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Brendon Julian says Cricket Australia must resolve pay dispute quickly

Brendon Julian, former Australian cricketer has urged Cricket Australia's CEO James Sutherland to take more charge in this matter.

Brendon Julian
Brendon Julian. (Photo by Vince Caligiuri/Getty Images)

The ongoing pay dispute between Cricket Australia and Australian Cricketers Association (ACA) has reached a critical phase now. The dispute is going on for more than 6 months now and the Memorandum of Understanding (MoU) between CA and ACA will expire on June 30, the chances of resolution still seem very bleak. Brendon Julian former Australian cricketer has urged Cricket Australia‘s CEO James Sutherland to take more charge in this matter.

Julian wants talks to be between CEO to CEO

James Sutherland has appeared only once in this long dispute and has never shown any serious intent to solve the dispute. Julian who is a prominent television commentator has said that Sutherland needs to assert himself more.

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“Cricket’s at a knife-edge point, I think, and it should be CEO to CEO,” Julian said on Wednesday (June 21). “It should always be like that in negotiations of this importance. And if you can’t get anywhere, then you go to mediation. I’m just so surprised it’s gone along like this. I think it’s time the CEO steps in takes this thing a few steps forward.” he told The Sydney Morning Herald.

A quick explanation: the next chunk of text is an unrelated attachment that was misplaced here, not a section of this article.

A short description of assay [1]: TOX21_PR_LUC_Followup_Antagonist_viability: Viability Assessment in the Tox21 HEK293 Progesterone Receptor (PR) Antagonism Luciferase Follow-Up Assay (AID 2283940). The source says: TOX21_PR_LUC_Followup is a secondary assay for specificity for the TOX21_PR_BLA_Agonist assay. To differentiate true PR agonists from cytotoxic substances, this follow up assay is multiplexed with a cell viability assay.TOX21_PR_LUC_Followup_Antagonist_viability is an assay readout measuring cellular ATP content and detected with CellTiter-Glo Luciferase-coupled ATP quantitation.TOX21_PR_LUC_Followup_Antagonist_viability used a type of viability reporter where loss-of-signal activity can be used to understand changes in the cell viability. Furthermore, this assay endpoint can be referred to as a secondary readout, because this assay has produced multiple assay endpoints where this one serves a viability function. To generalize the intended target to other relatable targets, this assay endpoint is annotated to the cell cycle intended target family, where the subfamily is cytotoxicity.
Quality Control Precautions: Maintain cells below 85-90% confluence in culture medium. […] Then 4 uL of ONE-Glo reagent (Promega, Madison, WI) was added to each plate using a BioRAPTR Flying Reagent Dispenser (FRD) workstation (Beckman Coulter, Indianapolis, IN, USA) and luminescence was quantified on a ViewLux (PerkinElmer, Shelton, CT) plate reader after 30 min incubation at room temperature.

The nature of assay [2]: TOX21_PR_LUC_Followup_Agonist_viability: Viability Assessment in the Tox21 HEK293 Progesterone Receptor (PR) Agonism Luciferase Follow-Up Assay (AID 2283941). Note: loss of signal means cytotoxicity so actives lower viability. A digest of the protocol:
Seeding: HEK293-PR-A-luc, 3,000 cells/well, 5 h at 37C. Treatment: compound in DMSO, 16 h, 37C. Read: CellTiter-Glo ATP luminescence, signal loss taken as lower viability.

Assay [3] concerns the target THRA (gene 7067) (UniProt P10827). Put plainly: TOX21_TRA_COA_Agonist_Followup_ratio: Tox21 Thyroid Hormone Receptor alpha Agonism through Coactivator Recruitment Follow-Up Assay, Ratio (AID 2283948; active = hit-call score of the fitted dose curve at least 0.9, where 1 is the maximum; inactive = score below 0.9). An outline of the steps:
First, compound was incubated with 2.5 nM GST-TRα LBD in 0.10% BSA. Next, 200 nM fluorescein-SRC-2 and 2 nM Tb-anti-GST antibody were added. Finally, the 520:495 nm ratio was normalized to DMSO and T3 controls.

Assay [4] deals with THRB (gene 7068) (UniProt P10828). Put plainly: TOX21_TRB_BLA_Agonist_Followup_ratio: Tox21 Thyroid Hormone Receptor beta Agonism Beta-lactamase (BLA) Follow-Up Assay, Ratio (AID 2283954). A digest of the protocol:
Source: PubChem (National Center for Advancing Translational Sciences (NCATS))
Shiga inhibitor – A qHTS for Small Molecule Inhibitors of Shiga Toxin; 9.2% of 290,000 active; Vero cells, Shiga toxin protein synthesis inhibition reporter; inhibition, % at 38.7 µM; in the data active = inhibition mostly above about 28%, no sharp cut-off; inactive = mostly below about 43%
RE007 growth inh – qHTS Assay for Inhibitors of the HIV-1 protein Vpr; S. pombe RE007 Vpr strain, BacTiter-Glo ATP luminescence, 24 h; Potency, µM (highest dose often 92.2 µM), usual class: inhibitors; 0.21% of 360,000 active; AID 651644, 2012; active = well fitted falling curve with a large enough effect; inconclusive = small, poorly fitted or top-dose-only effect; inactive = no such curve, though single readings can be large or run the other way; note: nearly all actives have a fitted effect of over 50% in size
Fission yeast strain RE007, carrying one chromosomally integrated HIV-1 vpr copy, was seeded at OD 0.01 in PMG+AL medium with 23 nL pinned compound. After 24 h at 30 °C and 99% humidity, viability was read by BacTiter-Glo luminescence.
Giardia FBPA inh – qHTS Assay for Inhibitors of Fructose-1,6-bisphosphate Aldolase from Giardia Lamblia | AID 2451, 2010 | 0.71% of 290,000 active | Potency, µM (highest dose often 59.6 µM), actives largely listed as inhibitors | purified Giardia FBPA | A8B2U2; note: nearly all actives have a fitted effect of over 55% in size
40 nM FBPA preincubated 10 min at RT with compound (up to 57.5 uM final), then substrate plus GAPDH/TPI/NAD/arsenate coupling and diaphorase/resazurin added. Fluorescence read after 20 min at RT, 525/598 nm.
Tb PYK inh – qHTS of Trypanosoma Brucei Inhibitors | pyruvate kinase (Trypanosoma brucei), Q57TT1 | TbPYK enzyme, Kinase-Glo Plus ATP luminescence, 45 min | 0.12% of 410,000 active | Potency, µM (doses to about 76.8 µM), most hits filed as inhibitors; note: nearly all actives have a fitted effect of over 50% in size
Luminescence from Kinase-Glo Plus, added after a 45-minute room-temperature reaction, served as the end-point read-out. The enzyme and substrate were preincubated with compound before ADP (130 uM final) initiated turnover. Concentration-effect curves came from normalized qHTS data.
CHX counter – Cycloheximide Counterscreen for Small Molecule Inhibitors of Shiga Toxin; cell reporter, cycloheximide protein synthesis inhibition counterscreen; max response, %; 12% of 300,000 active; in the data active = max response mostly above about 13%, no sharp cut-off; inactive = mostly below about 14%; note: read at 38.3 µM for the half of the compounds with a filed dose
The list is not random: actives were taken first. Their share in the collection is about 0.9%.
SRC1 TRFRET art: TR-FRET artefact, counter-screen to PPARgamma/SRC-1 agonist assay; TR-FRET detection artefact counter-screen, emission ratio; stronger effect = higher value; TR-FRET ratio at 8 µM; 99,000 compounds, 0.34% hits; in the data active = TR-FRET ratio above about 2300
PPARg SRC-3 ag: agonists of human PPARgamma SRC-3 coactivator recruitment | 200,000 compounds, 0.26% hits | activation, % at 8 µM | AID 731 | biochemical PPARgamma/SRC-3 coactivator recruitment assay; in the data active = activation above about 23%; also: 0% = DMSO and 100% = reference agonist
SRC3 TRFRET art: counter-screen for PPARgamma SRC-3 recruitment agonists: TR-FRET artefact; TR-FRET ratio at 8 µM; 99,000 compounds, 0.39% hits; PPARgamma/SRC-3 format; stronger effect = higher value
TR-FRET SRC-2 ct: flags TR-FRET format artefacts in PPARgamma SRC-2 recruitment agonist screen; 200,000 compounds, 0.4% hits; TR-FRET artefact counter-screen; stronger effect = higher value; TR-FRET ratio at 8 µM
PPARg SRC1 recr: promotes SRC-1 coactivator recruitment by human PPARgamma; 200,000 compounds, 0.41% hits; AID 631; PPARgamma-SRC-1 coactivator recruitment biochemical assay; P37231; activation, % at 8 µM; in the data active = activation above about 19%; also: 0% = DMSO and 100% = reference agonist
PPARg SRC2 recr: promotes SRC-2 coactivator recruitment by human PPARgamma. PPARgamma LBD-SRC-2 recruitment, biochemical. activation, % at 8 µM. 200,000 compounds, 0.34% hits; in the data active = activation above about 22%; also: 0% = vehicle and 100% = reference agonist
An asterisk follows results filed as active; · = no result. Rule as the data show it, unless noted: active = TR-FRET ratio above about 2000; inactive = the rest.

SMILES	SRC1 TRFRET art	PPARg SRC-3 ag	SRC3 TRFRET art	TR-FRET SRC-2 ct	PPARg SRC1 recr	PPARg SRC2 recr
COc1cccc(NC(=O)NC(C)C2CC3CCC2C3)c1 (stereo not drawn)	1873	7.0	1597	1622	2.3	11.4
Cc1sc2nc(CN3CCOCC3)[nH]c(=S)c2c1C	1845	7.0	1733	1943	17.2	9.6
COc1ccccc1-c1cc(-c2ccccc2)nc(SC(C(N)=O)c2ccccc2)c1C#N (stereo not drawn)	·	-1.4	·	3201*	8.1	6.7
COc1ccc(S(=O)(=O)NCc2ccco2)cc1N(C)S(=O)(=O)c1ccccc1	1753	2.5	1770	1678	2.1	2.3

He lamented the fact, that Cricket Australia hasn’t negotiated well with the players till now.

“I don’t think they’re intentionally seeing it as ‘us and them’, but I think Cricket Australia’s got to make sure they negotiate, pure and simple, and listen to the players,” he added. “The whole atmosphere of it feels like we’ve gone back 20 years.”

Players protests can be expected

The Australian players are contemplating holding exhibition matches. Australian players won’t get paid after July 1. So they are considering taking part in South Africa‘s T20 competition.

Alistair Nicholson the ACA CEO, said that Cricket Australia must take a cue from AFL (Australian Football League). He hailed AFL’s payment model as a success. “What these two parties are trying to achieve is what cricket has enjoyed for 20 years,” he said. “The AFL is at a different stage of evolving the partnership than cricket. But what’s clear is that this sense of co-operation is the way to go.” Nicholson said.

Australian cricket can suffer some irreparable damage if they don’t sort out this dispute.

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